Brown made clear during an interview that issues relating to homeland and national security should not be politicized, and he shied away from discussing how the matter might play in the midterm elections. But he conceded that the issues have political resonance on the campaign trail. Brown said he is still gathering information on the Times Square attack and wasn’t prepared to render a judgment on the administration’s performance.
“I don’t care if it’s a Republican or a Democrat, solving these problems is a very serious issue that affects everybody in the United States. I just want them solved. I don’t care who takes credit. I don’t care who gets the blame,” Brown said, adding about his own campaign victory over his Democratic opponent: “There was a clear contrast. I’ve always felt we should treat people who are trying to kill us — especially in these instances, the Christmas bomber in particular — as enemy combatants. … It was an important issue.”
National Republican Senatorial Committee Chairman John Cornyn (Texas) was also cautious in discussing the political implications of current security issues and how they might play on Election Day. But he was more willing than some of his colleagues to acknowledge a widely held view among Republicans that homeland and national security issues stand to benefit GOP candidates in November.
Cornyn said he is advising Republican Senate candidates across the country to raise these issues and create a positive contrast between themselves and their Democratic opponents, who in some cases the NRSC has moved to paint as “rubber stamps” of the Obama administration. Cornyn charged the administration with continuing to deal with the terrorist threat as a law enforcement issue and said the GOP alternative of addressing it as an act of war appeals to voters.
“I think that’s something Joe Sixpack can understand very clearly,” Cornyn said.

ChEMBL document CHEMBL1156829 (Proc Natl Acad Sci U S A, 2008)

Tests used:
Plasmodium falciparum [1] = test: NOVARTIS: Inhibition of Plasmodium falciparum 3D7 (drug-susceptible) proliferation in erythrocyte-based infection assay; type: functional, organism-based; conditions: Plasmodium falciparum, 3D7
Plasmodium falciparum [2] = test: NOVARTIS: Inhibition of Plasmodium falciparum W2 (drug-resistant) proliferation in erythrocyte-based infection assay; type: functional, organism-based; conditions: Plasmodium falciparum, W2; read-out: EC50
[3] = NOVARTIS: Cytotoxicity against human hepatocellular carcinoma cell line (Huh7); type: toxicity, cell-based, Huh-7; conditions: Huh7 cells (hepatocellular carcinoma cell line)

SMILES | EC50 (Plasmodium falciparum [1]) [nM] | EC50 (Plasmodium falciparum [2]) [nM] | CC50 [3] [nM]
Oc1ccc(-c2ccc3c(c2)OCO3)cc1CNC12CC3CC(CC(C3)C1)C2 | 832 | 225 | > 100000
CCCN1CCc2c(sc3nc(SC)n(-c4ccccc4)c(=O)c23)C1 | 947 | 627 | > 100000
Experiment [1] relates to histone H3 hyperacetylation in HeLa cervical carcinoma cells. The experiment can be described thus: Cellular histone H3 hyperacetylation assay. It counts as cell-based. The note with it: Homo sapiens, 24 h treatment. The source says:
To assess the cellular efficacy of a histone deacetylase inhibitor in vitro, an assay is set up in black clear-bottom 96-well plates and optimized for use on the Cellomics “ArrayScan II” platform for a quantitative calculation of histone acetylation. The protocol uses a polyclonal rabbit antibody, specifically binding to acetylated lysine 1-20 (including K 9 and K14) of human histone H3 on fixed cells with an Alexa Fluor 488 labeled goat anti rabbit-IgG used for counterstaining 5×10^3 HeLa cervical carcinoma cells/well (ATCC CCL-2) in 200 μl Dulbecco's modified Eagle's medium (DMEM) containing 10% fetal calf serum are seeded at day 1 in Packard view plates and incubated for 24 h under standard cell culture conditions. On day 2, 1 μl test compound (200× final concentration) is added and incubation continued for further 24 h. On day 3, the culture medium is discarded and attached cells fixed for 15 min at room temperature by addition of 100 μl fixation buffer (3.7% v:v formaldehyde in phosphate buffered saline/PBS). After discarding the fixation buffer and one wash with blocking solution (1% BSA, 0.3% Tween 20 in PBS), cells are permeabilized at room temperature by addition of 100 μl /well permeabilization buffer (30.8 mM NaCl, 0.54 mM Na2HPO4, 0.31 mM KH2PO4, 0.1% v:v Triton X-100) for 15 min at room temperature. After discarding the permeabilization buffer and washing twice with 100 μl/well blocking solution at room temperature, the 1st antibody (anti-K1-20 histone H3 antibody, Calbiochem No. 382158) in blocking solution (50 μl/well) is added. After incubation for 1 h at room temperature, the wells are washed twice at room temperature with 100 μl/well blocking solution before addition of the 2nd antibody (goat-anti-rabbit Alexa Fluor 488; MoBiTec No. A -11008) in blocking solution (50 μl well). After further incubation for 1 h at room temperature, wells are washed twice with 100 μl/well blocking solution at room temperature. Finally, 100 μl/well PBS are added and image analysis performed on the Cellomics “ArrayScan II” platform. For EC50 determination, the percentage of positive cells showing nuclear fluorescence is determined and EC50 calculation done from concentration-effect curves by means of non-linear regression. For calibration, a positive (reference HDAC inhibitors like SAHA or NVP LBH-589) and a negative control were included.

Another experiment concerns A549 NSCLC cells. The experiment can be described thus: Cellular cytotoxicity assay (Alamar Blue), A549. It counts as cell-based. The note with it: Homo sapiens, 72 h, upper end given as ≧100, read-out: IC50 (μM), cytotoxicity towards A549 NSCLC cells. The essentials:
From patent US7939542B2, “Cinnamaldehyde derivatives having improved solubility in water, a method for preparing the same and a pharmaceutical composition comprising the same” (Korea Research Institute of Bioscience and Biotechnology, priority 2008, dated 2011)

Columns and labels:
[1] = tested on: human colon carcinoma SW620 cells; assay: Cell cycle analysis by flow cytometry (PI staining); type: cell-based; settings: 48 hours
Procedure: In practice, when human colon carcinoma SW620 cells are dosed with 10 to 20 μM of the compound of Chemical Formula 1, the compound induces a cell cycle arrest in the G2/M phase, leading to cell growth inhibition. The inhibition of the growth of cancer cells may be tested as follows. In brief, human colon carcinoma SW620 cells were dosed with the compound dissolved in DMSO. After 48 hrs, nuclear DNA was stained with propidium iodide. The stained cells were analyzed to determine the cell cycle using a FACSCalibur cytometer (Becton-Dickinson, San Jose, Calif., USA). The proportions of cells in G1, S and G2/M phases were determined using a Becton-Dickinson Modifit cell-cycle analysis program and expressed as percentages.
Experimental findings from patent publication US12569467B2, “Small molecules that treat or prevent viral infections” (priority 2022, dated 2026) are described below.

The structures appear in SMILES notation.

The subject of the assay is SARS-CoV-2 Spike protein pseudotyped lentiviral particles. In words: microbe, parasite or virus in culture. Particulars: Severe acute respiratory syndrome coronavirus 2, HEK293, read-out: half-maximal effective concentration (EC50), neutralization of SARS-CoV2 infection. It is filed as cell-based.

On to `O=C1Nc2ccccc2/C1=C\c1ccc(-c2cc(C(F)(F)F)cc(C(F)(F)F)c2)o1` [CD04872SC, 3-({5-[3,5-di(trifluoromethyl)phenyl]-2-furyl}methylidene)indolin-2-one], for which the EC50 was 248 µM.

Senate Republicans thus far have declined to criticize the administration or law enforcement for their actions once the failed terrorist attack on Times Square was discovered. But the GOP is criticizing other aspects of White House policy.
Cuba Prison Debate
Given that the New York terrorism attempt allegedly was the work of an American Muslim of Pakistani descent, Republicans are likely to renew their criticism of the administration’s commitment to closing the terrorist prison at Guantánamo Bay, Cuba, and moving the inmates to a U.S. facility.
Attorney General Eric Holder’s insistence that terror trials can be held safely in New York City and the White House policy on reading terror suspects their Miranda rights are also likely GOP targets for renewed attention.
In his Wednesday morning remarks on the Senate floor, McConnell touched on all of these issues, with his leadership office after the speech highlighting the Minority Leader’s criticism of Holder.
“To me it is jarring … to see the attorney general still stuck on the notion that holding these trials in downtown Manhattan is anything but a bad idea,” McConnell said.
Sen. John McCain (R-Ariz.) added during a brief interview, “The only person I know who thinks we should have a trial in Manhattan is Eric Holder; nobody else.”